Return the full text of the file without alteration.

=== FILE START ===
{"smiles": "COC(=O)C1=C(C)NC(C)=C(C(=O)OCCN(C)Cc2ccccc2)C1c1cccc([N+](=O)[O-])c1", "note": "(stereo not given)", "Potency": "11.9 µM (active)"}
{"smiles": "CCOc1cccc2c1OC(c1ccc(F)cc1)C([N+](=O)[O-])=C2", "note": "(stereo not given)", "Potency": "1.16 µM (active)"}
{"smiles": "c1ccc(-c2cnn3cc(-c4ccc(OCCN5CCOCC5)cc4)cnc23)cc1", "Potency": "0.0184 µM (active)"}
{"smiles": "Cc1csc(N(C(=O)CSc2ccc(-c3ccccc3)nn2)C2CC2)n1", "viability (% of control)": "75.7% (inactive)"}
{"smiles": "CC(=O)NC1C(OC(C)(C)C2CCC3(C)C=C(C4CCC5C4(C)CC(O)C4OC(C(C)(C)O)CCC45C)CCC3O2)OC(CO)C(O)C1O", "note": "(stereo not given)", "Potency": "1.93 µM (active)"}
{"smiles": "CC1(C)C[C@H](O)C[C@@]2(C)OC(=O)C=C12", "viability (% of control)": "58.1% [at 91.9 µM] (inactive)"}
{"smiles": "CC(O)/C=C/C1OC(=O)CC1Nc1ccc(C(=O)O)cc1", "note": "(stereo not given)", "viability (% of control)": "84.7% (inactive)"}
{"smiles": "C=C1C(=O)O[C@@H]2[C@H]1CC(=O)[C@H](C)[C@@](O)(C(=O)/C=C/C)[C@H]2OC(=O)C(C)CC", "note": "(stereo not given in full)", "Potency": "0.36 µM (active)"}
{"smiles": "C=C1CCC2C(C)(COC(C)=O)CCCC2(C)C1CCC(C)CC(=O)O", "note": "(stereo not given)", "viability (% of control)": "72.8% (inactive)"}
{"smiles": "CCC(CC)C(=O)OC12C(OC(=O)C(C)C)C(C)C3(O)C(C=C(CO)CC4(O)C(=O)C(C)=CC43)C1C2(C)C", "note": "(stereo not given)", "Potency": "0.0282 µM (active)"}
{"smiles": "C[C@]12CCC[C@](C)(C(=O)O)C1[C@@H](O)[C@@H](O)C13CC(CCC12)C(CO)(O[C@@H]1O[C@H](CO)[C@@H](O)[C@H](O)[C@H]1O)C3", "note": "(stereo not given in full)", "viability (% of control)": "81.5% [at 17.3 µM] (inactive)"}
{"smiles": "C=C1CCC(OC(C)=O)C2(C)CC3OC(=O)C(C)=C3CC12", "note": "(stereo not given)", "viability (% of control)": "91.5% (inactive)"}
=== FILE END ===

{"smiles": "COC(=O)C1=C(C)NC(C)=C(C(=O)OCCN(C)Cc2ccccc2)C1c1cccc([N+](=O)[O-])c1", "note": "(stereo not given)", "Potency": "11.9 µM (active)"}
{"smiles": "CCOc1cccc2c1OC(c1ccc(F)cc1)C([N+](=O)[O-])=C2", "note": "(stereo not given)", "Potency": "1.16 µM (active)"}
{"smiles": "c1ccc(-c2cnn3cc(-c4ccc(OCCN5CCOCC5)cc4)cnc23)cc1", "Potency": "0.0184 µM (active)"}
{"smiles": "Cc1csc(N(C(=O)CSc2ccc(-c3ccccc3)nn2)C2CC2)n1", "viability (% of control)": "75.7% (inactive)"}
{"smiles": "CC(=O)NC1C(OC(C)(C)C2CCC3(C)C=C(C4CCC5C4(C)CC(O)C4OC(C(C)(C)O)CCC45C)CCC3O2)OC(CO)C(O)C1O", "note": "(stereo not given)", "Potency": "1.93 µM (active)"}
{"smiles": "CC1(C)C[C@H](O)C[C@@]2(C)OC(=O)C=C12", "viability (% of control)": "58.1% [at 91.9 µM] (inactive)"}
{"smiles": "CC(O)/C=C/C1OC(=O)CC1Nc1ccc(C(=O)O)cc1", "note": "(stereo not given)", "viability (% of control)": "84.7% (inactive)"}
{"smiles": "C=C1C(=O)O[C@@H]2[C@H]1CC(=O)[C@H](C)[C@@](O)(C(=O)/C=C/C)[C@H]2OC(=O)C(C)CC", "note": "(stereo not given in full)", "Potency": "0.36 µM (active)"}
{"smiles": "C=C1CCC2C(C)(COC(C)=O)CCCC2(C)C1CCC(C)CC(=O)O", "note": "(stereo not given)", "viability (% of control)": "72.8% (inactive)"}
{"smiles": "CCC(CC)C(=O)OC12C(OC(=O)C(C)C)C(C)C3(O)C(C=C(CO)CC4(O)C(=O)C(C)=CC43)C1C2(C)C", "note": "(stereo not given)", "Potency": "0.0282 µM (active)"}
{"smiles": "C[C@]12CCC[C@](C)(C(=O)O)C1[C@@H](O)[C@@H](O)C13CC(CCC12)C(CO)(O[C@@H]1O[C@H](CO)[C@@H](O)[C@H](O)[C@H]1O)C3", "note": "(stereo not given in full)", "viability (% of control)": "81.5% [at 17.3 µM] (inactive)"}
{"smiles": "C=C1CCC(OC(C)=O)C2(C)CC3OC(=O)C(C)=C3CC12", "note": "(stereo not given)", "viability (% of control)": "91.5% (inactive)"}